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Wilk v. Georges

October 4, 1973

WILK, APPELLANT,
v.
GEORGES, RESPONDENT



Appeal from Circuit Court, Multnomah County. David M. Sandeberg, Judge pro tempore.

James B. Griswold, Portland, argued the cause for appellant. With him on the briefs were Green, Richardson, Griswold & Murphy, Portland.

Ridgway K. Foley, Jr., Portland, argued the cause for respondent. With him on the brief were James B. O'Hanlon, and Souther, Spaulding, Kinsey, Williamson & Schwabe, Portland.

Howell, Justice. O'Connell, Chief Justice, and McAllister and Holman,*fn* Justices. Denecke, Justice, dissenting. Bryson, Justice, joins in this dissent.

Howell

Plaintiff filed this action for damages for injuries sustained when she slipped and fell on defendant's premises. A jury returned a verdict for the defendant, and plaintiff appeals.

The defendant operates a garden supply and nursery business in southeast Portland. On December 13, 1969, plaintiff and her husband went to defendant's nursery to purchase a live Christmas tree. Not being satisfied with the trees in front of the building, they

were directed to an area in the rear where other trees were located either in the ground or in pots. That area was covered with a slatted roof. Crisscross walkways made of 2x12 planks had been laid on the ground. Most of the planks had been covered by asphalt roofing material to prevent the boards from becoming slippery, but in some places the planks were bare where the roofing had been worn away, and in other places the asphalt had been missing since the previous summer. The boards and the roofing were both green in color.

While in the rear section plaintiff traversed a portion of the walkway that was covered with the roofing material. As she approached the tree area she was "looking and glancing" at the trees when she slipped and fell on a bare plank. On the day of plaintiff's accident it had been raining.

Defendant testified that he knew the bare planks were "slippery and dangerous" when wet, and for that reason he placed the asphalt material on them. Defendant also testified that he had placed a warning sign by the gate and one on each side of the building. The signs stated (verbatim):

"Please watch where you are going. This is a nursery where plants grow. There is four seasons: summer and winter, cold and hot, rain, icey spots. Flower petals always falling on the floor, leaves always on the floor.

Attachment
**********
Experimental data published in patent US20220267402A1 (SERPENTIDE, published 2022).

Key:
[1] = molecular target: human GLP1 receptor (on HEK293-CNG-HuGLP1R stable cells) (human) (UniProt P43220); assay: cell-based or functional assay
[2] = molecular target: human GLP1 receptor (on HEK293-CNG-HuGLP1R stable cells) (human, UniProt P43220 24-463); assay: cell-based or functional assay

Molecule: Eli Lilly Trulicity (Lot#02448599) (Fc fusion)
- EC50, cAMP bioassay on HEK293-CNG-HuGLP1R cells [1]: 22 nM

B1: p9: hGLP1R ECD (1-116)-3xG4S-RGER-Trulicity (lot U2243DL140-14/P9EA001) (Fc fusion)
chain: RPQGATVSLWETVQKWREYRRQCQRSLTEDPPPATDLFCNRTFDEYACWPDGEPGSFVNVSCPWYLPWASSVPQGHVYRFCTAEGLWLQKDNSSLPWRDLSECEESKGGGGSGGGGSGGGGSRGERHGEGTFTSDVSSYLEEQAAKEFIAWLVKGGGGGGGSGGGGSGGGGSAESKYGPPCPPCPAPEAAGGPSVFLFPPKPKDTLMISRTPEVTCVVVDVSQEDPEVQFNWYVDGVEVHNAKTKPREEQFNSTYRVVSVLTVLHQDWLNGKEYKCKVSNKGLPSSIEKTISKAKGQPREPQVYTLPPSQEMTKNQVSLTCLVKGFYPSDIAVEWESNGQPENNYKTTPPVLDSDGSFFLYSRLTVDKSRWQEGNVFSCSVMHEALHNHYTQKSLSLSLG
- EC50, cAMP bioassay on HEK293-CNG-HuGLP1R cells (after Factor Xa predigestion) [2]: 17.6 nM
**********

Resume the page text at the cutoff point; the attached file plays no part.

"We are dealing with nature and we are hoping for the best. We are not responsible for anyone get hurt on the premises.

"Thank you."

The plaintiff and her husband testified that they did not see the signs.

The plaintiff alleged that the defendant was negligent

in failing to cover the walkway with a nonskid surface, in failing to keep water and mud from collecting on the walkway, and in directing plaintiff to use the walkway "without first warning her that its surface was not treated or covered with non-skid materials."

Plaintiff's primary assignment of error on this appeal is that the court erred in giving the following instruction:

"If a customer coming on the premises knows of a dangerous condition or if this condition is obvious, there is no duty on the part of the owner to correct or warn of the condition unless, despite the fact that the danger is known or obvious, the owner should anticipate that the dangerous condition will cause physical harm to the customer."*fn1

The plaintiff contends that the instruction was erroneous because it stated that a mere warning of a dangerous condition would satisfy the defendant's legal obligation to plaintiff. However, the defendant contends that the instruction is correct because if a prudent landowner should anticipate that an unreasonably dangerous condition will cause harm to a customer even though the danger is known or obvious, he may either (1) correct the condition, or (2) warn the customer and satisfy his duty.

Both parties cite three previous decisions of this court: Dawson v. Payless for Drugs, 248 Or 334, 433 P2d 1019 (1967); Pribble v. Safeway Stores, 249 Or 184, 437 P2d 745 (1968); and Bertrand v. Palm Springs, 257 Or 532, 480 P2d 424 (1971).

In Dawson the plaintiff fell on ice after leaving defendant's store on her way back to her car in the parking lot. Plaintiff knew that the ice was slippery. This court, relying upon Section 343A of the Second Restatement of the Law of Torts and comment f of that section,*fn2 ...


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